Hublot CEO Ricardo Guadalupe Debuts New SF Boutique with Justin Rose

Hublot CEO Ricardo Guadalupe and  Kobe Bryant at the “Vino” unveiling , photo by Dave Alvarez
Hublot CEO Ricardo Guadalupe and Kobe Bryant at the “Vino” unveiling , photo by Dave Alvarez

Hublot CEO Ricardo Guadalupe certainly knows how TO make an entrance. Having golfer extraordinaire and brand ambassador Justin Rose arrive in a red Ferrari FF to help him cut the ribbon on the luxury Swiss watchmaker’s first San Francisco boutique on April 28—then putt a ball through the store’s entrance while standing on a small green outside the door—wasn’t enough of a debut. The next day, Guadalupe followed up this tough-to-beat act up by bringing fellow brand ambassador and NBA legend Kobe Bryant to an exclusive private winery in Napa Valley to unveil Hublot’s latest timepiece, the Big Bang UNICO Chronograph Retrograde Kobe “Vino” Bryant. It’s this kind of flashy opening that Guadalupe credits for the growth of the 35-year-old brand. We sat down with the CEO to talk about his new, two-level Union Square boutique at 174 Geary Street, techies and luxe timepieces and, of course, Bryant and that haute “Big Bang Vino”—the world’s first mechanical watch designed to time basketball.

Kobe Bryant, photo by Dave Alvarez
Kobe Bryant, photo by Dave Alvarez

What’s unique about the San Francisco boutique?

The concept is our new [one] that we are now implementing all over the world. There is nothing really specific from the interior design aspects of the boutique except, of course, the location. It’s in Union Square—the best place here in San Francisco. We are very proud of the results of the boutique.

How important is the San Francisco market to Hublot?

Black Ceramic Big Bang “Vino”
Black Ceramic Big Bang “Vino”, image via Hublot and Steve Jennings

That’s a challenge, of course. This is our 12th boutique [in the U.S.]. Our strategy in retail has been very successful in the U.S. because, thanks to these opening of boutiques, we have been able to grow in a very significant way that we wouldn’t have been able to if we would have stayed in our multi-brand stores. [A] boutique like Las Vegas is huge; Beverly Hills is fantastic; Bal Harbour is fantastic [as is] New York—[but] there are other challenging cities. We have opened in Dallas, Houston and Atlanta,  [which are] more challenging. In San Francisco we believe that there is a potential to sell a certain amount of watches, but it’s not at the same level as those big boutiques like Beverly Hills. With the right location, the right size, we believe that we can touch a base customer from the tech business, but also tourists that are coming here to San Francisco. Let’s see. It’s going to be a challenge but we believe we can be successful.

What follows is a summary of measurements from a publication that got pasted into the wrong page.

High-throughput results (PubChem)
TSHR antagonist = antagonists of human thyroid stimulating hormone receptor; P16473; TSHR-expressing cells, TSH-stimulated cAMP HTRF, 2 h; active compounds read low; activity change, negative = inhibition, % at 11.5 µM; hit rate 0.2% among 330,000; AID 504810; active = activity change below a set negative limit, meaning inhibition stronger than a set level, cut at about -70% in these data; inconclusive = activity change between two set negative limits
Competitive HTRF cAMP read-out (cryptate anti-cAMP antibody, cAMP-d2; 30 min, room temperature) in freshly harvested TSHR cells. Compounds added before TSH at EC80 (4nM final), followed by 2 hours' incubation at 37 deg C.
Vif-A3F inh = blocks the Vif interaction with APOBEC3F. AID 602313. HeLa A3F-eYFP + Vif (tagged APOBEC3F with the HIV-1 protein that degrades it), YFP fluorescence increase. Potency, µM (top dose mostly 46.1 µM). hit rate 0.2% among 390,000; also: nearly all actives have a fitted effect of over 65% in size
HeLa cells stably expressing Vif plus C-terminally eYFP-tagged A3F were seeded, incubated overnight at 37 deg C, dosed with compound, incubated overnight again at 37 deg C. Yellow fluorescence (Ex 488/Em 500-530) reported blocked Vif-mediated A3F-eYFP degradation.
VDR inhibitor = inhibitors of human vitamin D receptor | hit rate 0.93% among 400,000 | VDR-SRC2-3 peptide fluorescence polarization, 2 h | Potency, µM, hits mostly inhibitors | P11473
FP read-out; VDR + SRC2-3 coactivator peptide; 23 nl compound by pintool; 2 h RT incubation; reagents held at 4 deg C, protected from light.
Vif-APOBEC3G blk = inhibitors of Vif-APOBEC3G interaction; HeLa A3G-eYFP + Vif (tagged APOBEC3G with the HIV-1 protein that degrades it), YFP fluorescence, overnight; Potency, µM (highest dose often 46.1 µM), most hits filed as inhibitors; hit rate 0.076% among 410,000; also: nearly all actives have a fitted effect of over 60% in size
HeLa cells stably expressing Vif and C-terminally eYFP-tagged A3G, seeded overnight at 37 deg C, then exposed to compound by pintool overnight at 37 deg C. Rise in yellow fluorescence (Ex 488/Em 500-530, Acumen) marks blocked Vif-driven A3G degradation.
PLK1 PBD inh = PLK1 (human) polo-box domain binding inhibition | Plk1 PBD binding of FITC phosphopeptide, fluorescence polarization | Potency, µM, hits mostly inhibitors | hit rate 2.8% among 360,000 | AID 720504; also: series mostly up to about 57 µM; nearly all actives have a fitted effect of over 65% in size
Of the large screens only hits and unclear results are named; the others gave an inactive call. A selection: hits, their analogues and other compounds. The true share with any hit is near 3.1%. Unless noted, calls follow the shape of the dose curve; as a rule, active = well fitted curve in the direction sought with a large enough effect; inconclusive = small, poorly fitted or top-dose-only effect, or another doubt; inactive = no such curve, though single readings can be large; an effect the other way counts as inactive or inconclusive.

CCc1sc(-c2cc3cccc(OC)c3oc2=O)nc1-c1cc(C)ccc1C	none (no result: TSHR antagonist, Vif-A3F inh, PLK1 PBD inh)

How will you get the wealthy techies who aren’t known for spending money on flashy watches to buy a watch?

They don’t have the education of buying watches on our level. Those guys become rich from one day to another almost. To get to this kind of maturity is not easy. I believe that there are a bunch of them that are not known like Mark Zuckerberg. Mark Zuckerberg is not the right example in a way for our products because he’s very simple. He doesn’t care about [timepieces], but there are others who are interested in having a nice watch on their wrists. I think we can have success with them. We are a trendy brand—sophisticated, different and innovative—so I think we will correspond quite well to the values of those guys.

What’s special about Kobe’s Vino Edition?

We did the first edition that was the Black Mamba, because of course he’s known as being the Black Mamba in the basketball world. On the second, he said, “You know, now I want to be called Vino. My new philosophy is getting older; I’m getting better like the wine.” The [thinking] was, “Let’s do something linked to the wine.”  We worked on the color—the watch is dark burgundy like the color of wine; on the case back we put green sapphire glass like the bottle; it’s going to come in a box like a case of wine. There are some [other] touches linked to the wine world. I think that’s interesting because Kobe also likes wine. He’s passionate about wine. The wine philosophy is similar to watches as well. There are the same values of making wine and making watches. It’s very interesting. The inspiration was [also] linked, of course, to basketball. We did a chronograph with a retro minutes and seconds so you can calculate basketball time—48 minutes; 4×12 minutes. The display of the chronograph is quite different. It never existed before in the watch industry.

Ricardo Guadalupe, Justin Rose and Greg Simonian, photo by David Alvarez
Ricardo Guadalupe, Justin Rose and Greg Simonian, photo by David Alvarez

How did you decide to do the Vino event at this particular private winery?

I went there last summer. Kamal [Hotchandani, Haute Living publisher] introduced me to the place, and I said “Wow.” We wanted something very intimate. I said to myself, “That’s the right place to do this event linked between Kobe, Vino watches and the wine.” 

What makes Kobe right for Hublot?

I think Kobe is really already a legend—he’s already iconic. Even though he didn’t have a good season this year, people still love him because he has already done so much. Whatever he does now it will not really matter. Of course, he’s known also in China. For us, China is quite important. I wanted somebody who can have a good impact there. He is one of the greatest, and we want to work with these kinds of people.

18K Gold Big Bang “Vino”," image via Hublot and Steve Jennings
18K Gold Big Bang “Vino”,” image via Hublot and Steve Jennings